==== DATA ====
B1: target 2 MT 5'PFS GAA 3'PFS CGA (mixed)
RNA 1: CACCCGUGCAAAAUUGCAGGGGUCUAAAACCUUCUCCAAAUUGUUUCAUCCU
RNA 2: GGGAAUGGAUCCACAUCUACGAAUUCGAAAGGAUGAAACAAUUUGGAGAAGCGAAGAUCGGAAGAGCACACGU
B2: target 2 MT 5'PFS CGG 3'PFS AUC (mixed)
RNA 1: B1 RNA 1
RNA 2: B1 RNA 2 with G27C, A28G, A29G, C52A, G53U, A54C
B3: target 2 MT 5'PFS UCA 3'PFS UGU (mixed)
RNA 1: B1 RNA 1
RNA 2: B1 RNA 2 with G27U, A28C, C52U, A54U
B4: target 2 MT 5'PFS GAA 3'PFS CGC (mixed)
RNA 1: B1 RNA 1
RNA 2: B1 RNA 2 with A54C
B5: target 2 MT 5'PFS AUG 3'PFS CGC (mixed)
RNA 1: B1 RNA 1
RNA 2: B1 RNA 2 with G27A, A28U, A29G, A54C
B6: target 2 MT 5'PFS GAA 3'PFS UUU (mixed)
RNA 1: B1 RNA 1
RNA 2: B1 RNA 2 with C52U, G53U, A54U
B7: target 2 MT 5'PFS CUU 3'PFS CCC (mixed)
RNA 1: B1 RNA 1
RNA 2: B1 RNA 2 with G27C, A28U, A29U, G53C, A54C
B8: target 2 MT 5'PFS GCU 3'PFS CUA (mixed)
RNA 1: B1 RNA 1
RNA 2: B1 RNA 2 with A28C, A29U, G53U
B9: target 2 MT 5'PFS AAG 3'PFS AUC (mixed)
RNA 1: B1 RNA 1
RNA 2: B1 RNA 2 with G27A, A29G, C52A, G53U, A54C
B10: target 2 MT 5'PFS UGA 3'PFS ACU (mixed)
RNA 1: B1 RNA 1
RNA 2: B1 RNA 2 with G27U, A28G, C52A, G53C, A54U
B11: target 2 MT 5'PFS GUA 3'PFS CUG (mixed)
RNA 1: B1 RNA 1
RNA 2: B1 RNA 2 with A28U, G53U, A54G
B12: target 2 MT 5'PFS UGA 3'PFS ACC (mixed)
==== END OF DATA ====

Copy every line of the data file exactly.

B1: target 2 MT 5'PFS GAA 3'PFS CGA (mixed)
RNA 1: CACCCGUGCAAAAUUGCAGGGGUCUAAAACCUUCUCCAAAUUGUUUCAUCCU
RNA 2: GGGAAUGGAUCCACAUCUACGAAUUCGAAAGGAUGAAACAAUUUGGAGAAGCGAAGAUCGGAAGAGCACACGU
B2: target 2 MT 5'PFS CGG 3'PFS AUC (mixed)
RNA 1: B1 RNA 1
RNA 2: B1 RNA 2 with G27C, A28G, A29G, C52A, G53U, A54C
B3: target 2 MT 5'PFS UCA 3'PFS UGU (mixed)
RNA 1: B1 RNA 1
RNA 2: B1 RNA 2 with G27U, A28C, C52U, A54U
B4: target 2 MT 5'PFS GAA 3'PFS CGC (mixed)
RNA 1: B1 RNA 1
RNA 2: B1 RNA 2 with A54C
B5: target 2 MT 5'PFS AUG 3'PFS CGC (mixed)
RNA 1: B1 RNA 1
RNA 2: B1 RNA 2 with G27A, A28U, A29G, A54C
B6: target 2 MT 5'PFS GAA 3'PFS UUU (mixed)
RNA 1: B1 RNA 1
RNA 2: B1 RNA 2 with C52U, G53U, A54U
B7: target 2 MT 5'PFS CUU 3'PFS CCC (mixed)
RNA 1: B1 RNA 1
RNA 2: B1 RNA 2 with G27C, A28U, A29U, G53C, A54C
B8: target 2 MT 5'PFS GCU 3'PFS CUA (mixed)
RNA 1: B1 RNA 1
RNA 2: B1 RNA 2 with A28C, A29U, G53U
B9: target 2 MT 5'PFS AAG 3'PFS AUC (mixed)
RNA 1: B1 RNA 1
RNA 2: B1 RNA 2 with G27A, A29G, C52A, G53U, A54C
B10: target 2 MT 5'PFS UGA 3'PFS ACU (mixed)
RNA 1: B1 RNA 1
RNA 2: B1 RNA 2 with G27U, A28G, C52A, G53C, A54U
B11: target 2 MT 5'PFS GUA 3'PFS CUG (mixed)
RNA 1: B1 RNA 1
RNA 2: B1 RNA 2 with A28U, G53U, A54G
B12: target 2 MT 5'PFS UGA 3'PFS ACC (mixed)